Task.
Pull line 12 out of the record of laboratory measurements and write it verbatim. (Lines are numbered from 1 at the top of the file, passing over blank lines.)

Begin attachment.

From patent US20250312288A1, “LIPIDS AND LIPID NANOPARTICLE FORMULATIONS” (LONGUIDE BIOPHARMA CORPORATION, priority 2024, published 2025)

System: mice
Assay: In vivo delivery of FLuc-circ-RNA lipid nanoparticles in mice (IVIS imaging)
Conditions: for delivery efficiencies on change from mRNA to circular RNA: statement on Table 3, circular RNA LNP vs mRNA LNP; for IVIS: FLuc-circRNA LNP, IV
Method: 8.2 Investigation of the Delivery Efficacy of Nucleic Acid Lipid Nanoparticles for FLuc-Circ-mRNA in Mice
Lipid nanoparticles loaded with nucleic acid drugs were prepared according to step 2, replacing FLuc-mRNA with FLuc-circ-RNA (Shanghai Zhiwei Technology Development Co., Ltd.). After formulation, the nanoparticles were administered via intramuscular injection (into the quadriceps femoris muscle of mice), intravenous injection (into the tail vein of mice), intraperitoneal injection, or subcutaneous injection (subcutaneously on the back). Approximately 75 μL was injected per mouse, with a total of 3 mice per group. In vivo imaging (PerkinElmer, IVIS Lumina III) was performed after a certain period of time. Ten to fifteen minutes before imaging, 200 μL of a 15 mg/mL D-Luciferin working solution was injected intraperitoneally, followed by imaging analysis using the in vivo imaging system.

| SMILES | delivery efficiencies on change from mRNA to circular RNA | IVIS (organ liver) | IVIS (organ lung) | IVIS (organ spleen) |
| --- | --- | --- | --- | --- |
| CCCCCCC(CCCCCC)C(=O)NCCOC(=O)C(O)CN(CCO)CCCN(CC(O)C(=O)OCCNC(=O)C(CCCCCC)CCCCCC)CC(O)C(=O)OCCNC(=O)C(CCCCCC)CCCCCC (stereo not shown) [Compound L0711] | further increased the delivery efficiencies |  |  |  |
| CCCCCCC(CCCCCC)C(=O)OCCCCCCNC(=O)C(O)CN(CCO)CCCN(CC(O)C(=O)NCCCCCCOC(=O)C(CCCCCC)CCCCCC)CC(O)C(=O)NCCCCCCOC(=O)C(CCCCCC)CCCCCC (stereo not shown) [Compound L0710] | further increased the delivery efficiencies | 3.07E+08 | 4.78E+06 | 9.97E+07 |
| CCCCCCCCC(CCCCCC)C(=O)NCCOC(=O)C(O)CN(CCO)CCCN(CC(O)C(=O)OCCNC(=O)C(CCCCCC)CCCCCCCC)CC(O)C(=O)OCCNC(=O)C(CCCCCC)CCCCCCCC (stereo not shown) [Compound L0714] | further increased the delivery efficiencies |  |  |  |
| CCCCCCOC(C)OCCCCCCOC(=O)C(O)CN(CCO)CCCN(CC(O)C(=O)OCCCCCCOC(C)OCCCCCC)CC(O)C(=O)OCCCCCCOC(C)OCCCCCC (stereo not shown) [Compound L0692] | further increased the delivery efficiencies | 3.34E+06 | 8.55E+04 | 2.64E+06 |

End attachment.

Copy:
| CCCCCCOC(C)OCCCCCCOC(=O)C(O)CN(CCO)CCCN(CC(O)C(=O)OCCCCCCOC(C)OCCCCCC)CC(O)C(=O)OCCCCCCOC(C)OCCCCCC (stereo not shown) [Compound L0692] | further increased the delivery efficiencies | 3.34E+06 | 8.55E+04 | 2.64E+06 |